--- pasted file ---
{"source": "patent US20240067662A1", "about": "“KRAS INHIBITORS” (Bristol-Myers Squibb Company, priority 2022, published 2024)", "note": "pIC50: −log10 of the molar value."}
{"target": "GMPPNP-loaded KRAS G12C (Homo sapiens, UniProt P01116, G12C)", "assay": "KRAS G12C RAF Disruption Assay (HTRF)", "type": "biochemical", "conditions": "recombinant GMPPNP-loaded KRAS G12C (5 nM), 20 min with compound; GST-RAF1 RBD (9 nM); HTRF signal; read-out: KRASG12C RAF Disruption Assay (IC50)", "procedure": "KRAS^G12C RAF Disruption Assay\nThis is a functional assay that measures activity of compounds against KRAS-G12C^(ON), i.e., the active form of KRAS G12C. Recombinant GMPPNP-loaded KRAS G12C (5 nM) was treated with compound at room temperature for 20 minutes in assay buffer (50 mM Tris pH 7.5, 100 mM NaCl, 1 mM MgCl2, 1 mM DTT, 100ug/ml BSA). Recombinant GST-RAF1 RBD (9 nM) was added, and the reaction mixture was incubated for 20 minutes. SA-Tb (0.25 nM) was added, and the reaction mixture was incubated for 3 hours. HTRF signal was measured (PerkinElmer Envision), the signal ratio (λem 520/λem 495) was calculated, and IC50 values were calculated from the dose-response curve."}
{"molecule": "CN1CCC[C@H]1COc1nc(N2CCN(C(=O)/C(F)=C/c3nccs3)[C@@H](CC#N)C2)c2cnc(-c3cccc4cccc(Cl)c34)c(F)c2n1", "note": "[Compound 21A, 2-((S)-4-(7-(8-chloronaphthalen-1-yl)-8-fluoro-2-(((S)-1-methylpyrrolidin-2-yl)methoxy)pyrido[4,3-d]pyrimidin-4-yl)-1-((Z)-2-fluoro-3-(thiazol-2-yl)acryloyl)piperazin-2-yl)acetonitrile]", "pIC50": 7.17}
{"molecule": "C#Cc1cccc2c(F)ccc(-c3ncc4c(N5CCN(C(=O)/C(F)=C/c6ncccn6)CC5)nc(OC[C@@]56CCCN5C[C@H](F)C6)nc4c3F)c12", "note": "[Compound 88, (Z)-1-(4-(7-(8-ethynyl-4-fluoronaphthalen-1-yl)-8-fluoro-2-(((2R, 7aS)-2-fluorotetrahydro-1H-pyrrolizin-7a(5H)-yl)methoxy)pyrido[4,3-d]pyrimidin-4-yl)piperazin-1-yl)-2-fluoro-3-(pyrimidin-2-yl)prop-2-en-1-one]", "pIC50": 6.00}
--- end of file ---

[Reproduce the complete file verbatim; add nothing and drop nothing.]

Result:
{"source": "patent US20240067662A1", "about": "“KRAS INHIBITORS” (Bristol-Myers Squibb Company, priority 2022, published 2024)", "note": "pIC50: −log10 of the molar value."}
{"target": "GMPPNP-loaded KRAS G12C (Homo sapiens, UniProt P01116, G12C)", "assay": "KRAS G12C RAF Disruption Assay (HTRF)", "type": "biochemical", "conditions": "recombinant GMPPNP-loaded KRAS G12C (5 nM), 20 min with compound; GST-RAF1 RBD (9 nM); HTRF signal; read-out: KRASG12C RAF Disruption Assay (IC50)", "procedure": "KRAS^G12C RAF Disruption Assay\nThis is a functional assay that measures activity of compounds against KRAS-G12C^(ON), i.e., the active form of KRAS G12C. Recombinant GMPPNP-loaded KRAS G12C (5 nM) was treated with compound at room temperature for 20 minutes in assay buffer (50 mM Tris pH 7.5, 100 mM NaCl, 1 mM MgCl2, 1 mM DTT, 100ug/ml BSA). Recombinant GST-RAF1 RBD (9 nM) was added, and the reaction mixture was incubated for 20 minutes. SA-Tb (0.25 nM) was added, and the reaction mixture was incubated for 3 hours. HTRF signal was measured (PerkinElmer Envision), the signal ratio (λem 520/λem 495) was calculated, and IC50 values were calculated from the dose-response curve."}
{"molecule": "CN1CCC[C@H]1COc1nc(N2CCN(C(=O)/C(F)=C/c3nccs3)[C@@H](CC#N)C2)c2cnc(-c3cccc4cccc(Cl)c34)c(F)c2n1", "note": "[Compound 21A, 2-((S)-4-(7-(8-chloronaphthalen-1-yl)-8-fluoro-2-(((S)-1-methylpyrrolidin-2-yl)methoxy)pyrido[4,3-d]pyrimidin-4-yl)-1-((Z)-2-fluoro-3-(thiazol-2-yl)acryloyl)piperazin-2-yl)acetonitrile]", "pIC50": 7.17}
{"molecule": "C#Cc1cccc2c(F)ccc(-c3ncc4c(N5CCN(C(=O)/C(F)=C/c6ncccn6)CC5)nc(OC[C@@]56CCCN5C[C@H](F)C6)nc4c3F)c12", "note": "[Compound 88, (Z)-1-(4-(7-(8-ethynyl-4-fluoronaphthalen-1-yl)-8-fluoro-2-(((2R, 7aS)-2-fluorotetrahydro-1H-pyrrolizin-7a(5H)-yl)methoxy)pyrido[4,3-d]pyrimidin-4-yl)piperazin-1-yl)-2-fluoro-3-(pyrimidin-2-yl)prop-2-en-1-one]", "pIC50": 6.00}